"The Act of Living as a Worshipful Experience" and Today Means Amen
If you crave the feeling of intimacy through poetry, you will love the newest publication from Button Poetry co-founder and two-time National Poetry Slam champion Sierra DeMulder. Her fourth book, Today Means Amen, derives its title from the spoken word poem that has received over a hundred thousand views on Button Poetry’s YouTube channel. Each poem invites us into DeMulder’s life in the way one converses with a confidant.
The book contains five sections of poetry titled “Bowl of Diamonds,” “A Beehive Pitched in the River,” “Pay the Boatman,” “Some Invisible Machine,” and “Sing to Me Then”. These phrases appear throughout the poems within their respective section, but themes such as trauma, family, and relationships to the body continue through the entire book.
Trauma generally leaves survivors with feelings of loneliness, as few individuals can fully understand or empathize with the pain that seem to escape description. DeMulder summarizes this attempt to express the inexpressible best in “Uninhabitable” when she asks, “What is it about the family that draws us back to the uninhabitable? That compels us to make a bed where there isn’t one?” For those who feel alone with their experiences, these poems present a survivor who can relate; a woman who refuses to ignore or keep quiet about it. The popularity of the title poem indicates that thousands of others relate, too. The first words you read are borrowed from writer Jason Shinder: “…it is that you’re my friend out here on the far reaches of what humans can find out about each other.” Likewise, DeMulder writes in the style of confessional poetry popularized by women like Sylvia Plath, whom DeMulder references in the poem “The Origin of the Heart As An Indicator of Love.”
Those who connect with such personal poems will enjoy this book. It provides validation for those who have fought the same monsters as DeMulder, such as abuse or feelings of unworthiness. Without glamorizing or shying away from her life, she tackles issues such as mental health struggles with stark language. In her poem “My Lover Found Me Weeping on the Couch,” she confesses of death, “This, which is not at all beautiful nor poetic.” Instead of idealizing the pain, DeMulder transforms it into hope, a cry of hallelujah for every reader that is alive, right now, reading these poems.
This is especially effective in her poems concerning her sister’s eating disorder, a topic commonly shamed or falsely romanticized. One poem begins with the lines “Once, I held a newborn baby in my arms—three weeks old, naked as the truth comes…this is how to love the healing.” Later, DeMulder compares the moth-like heartbeat to her sister’s recovery: “It feels so small. A newborn. A whisper. A fluttering of smothered wings.” In this way, DeMulder chooses imagery that conveys the grave danger of the eating disorder, yet without ever condemning her sister. At the same time, the images convey the purity and newness of the recovery process.
As the co-founder of Button Poetry, DeMulder often performs spoken word poetry, and her poems pack the most powerful punch when read aloud. Linger on lines such as “Your words are weapons: your voice is the strength it takes to read them.” Reading aloud ensures that one does not accidentally skip over the many gems tucked within stanzas. The incisive wit, radical self-love, and bare vulnerability make her poetry an event with which to fully engage in the moment. One sentence may provoke tears, but more often than not, the next will ease them.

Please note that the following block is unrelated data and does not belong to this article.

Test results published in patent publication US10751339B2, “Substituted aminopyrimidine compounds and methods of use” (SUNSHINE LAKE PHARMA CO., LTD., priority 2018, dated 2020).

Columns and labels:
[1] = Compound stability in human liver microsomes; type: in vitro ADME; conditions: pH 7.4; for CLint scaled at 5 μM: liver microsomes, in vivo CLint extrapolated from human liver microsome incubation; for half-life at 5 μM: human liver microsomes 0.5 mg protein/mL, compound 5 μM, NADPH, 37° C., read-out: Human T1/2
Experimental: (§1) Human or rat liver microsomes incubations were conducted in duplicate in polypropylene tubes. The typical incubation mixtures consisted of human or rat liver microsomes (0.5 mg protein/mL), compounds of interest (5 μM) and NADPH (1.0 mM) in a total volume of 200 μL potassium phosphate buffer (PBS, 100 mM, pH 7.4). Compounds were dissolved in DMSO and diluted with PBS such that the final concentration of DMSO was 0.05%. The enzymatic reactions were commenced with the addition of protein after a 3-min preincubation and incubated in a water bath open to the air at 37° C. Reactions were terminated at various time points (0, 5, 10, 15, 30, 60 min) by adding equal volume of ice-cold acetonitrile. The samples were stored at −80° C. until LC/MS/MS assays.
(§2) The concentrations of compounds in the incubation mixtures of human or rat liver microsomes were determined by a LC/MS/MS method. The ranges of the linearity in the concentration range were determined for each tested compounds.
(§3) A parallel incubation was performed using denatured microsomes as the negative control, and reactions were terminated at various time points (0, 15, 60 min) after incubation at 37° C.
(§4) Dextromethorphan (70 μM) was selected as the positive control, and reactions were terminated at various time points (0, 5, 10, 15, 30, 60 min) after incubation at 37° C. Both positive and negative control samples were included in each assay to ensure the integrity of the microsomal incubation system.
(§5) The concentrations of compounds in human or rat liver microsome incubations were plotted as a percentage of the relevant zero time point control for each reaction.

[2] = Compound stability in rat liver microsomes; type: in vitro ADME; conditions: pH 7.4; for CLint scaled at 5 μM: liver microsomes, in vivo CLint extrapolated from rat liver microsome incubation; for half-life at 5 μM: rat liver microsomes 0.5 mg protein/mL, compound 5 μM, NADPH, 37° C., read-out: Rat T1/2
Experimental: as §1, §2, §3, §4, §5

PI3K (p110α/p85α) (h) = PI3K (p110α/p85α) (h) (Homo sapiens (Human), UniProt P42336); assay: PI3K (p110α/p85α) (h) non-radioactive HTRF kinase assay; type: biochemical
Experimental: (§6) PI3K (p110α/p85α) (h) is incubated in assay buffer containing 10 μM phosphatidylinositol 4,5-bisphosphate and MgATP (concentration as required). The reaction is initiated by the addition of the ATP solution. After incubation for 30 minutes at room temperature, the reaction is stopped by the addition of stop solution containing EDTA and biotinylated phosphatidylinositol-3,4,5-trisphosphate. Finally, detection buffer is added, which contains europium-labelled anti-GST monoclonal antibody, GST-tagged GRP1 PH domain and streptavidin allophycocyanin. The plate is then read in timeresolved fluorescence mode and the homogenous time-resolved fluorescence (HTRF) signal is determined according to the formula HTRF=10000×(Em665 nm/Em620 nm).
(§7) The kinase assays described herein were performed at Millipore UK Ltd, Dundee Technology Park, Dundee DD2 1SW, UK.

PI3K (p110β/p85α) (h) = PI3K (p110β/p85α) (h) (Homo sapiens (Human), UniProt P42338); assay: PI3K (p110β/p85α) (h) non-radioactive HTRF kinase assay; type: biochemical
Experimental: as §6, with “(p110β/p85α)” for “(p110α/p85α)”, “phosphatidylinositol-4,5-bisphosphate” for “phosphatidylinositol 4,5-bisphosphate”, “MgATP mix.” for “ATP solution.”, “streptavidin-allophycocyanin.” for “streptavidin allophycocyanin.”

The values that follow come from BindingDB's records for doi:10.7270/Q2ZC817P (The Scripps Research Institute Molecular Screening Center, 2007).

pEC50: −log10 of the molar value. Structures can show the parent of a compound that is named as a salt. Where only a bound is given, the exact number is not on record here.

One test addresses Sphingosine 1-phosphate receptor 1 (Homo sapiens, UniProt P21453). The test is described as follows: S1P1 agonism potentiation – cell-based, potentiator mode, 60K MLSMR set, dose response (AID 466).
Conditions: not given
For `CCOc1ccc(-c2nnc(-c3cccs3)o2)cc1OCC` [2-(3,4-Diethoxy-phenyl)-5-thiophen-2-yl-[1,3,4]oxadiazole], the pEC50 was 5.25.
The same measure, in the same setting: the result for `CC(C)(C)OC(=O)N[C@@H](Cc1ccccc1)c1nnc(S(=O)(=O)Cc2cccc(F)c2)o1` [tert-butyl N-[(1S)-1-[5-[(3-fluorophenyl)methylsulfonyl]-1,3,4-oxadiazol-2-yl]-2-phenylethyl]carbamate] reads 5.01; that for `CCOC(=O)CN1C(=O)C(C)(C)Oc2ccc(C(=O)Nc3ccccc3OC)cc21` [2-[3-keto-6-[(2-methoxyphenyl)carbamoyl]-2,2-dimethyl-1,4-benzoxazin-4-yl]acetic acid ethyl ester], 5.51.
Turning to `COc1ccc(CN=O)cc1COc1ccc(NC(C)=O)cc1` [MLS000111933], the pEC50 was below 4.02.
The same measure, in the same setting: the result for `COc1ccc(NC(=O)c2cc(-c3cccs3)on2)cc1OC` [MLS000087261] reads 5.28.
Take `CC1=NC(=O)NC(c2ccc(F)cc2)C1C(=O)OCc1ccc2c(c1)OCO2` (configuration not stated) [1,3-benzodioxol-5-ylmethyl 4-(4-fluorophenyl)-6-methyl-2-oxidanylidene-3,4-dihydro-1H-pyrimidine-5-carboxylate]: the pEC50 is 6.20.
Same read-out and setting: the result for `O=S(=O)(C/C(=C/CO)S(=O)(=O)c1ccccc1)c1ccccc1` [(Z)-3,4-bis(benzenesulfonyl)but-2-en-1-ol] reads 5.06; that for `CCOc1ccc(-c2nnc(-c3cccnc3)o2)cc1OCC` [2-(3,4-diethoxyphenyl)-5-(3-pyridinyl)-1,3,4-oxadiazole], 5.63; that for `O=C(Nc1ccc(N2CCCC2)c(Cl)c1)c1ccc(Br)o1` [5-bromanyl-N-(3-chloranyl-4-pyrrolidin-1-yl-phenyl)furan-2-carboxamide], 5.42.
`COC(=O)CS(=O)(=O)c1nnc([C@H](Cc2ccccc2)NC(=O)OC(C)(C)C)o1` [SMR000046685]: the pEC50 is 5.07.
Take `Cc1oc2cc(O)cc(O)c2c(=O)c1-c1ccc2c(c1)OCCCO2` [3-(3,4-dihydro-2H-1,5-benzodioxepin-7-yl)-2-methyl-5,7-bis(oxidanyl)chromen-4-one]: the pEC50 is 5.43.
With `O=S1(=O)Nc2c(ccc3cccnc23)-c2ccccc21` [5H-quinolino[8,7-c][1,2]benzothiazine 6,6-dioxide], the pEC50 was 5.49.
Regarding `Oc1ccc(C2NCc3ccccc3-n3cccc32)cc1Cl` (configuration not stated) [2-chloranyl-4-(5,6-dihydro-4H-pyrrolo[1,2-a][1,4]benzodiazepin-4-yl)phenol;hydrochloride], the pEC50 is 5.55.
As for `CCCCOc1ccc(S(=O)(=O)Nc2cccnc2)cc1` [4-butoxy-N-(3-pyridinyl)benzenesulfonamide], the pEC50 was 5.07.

This blunt style of writing also provides accessibility for new readers. Lines such as “I stared into your chest that night as if it were a telescope” do not require extensive literature education to comprehend, yet communicate a visceral image. For readers unfamiliar with modern poetry, it can be an intimidating experience to read one’s first book. Today Means Amen offers straightforward language that may help readers who want to try contemporary poetry, but do not consider themselves experts.
Whether detailing a breakup or a fight with a lover, a sexual encounter, or a Google search for affirmations in the aftermath of abuse, DeMulder heals each situation with hopeful words. For example, when one man hesitates to look at her naked body, she writes, “I can only assume that it is true what they say about God: it is impossible for man to look upon the face of the sublime and not be ruined by it.”
The former poem, “Exodus 33:20”, references a verse from Jewish and Christian Scripture. As in that poem, she frequently incorporates spiritual language without requiring expertise or devotion to any specific religion. This allows for readers to interpret the language within their individual understandings of spirituality. Without sermonizing, DeMulder encourages the reader to have faith in a variety of ways. In “After Googling Affirmations for Abuse Survivors,” she writes, “I am my own higher power. I carried myself out.” In these poems, faith never preaches, but empowers. She presents the act of living as a worshipful experience of sexuality, self-love, and liberation.
This collection celebrates life while recognizing its imperfections, welcoming readers to participate in a hallelujah and amen for another day. You won’t regret accepting the invitation.
Today Means Amen is available through Andrews McMeel Publishing and can be purchased in bookstores, online, and for Kindle.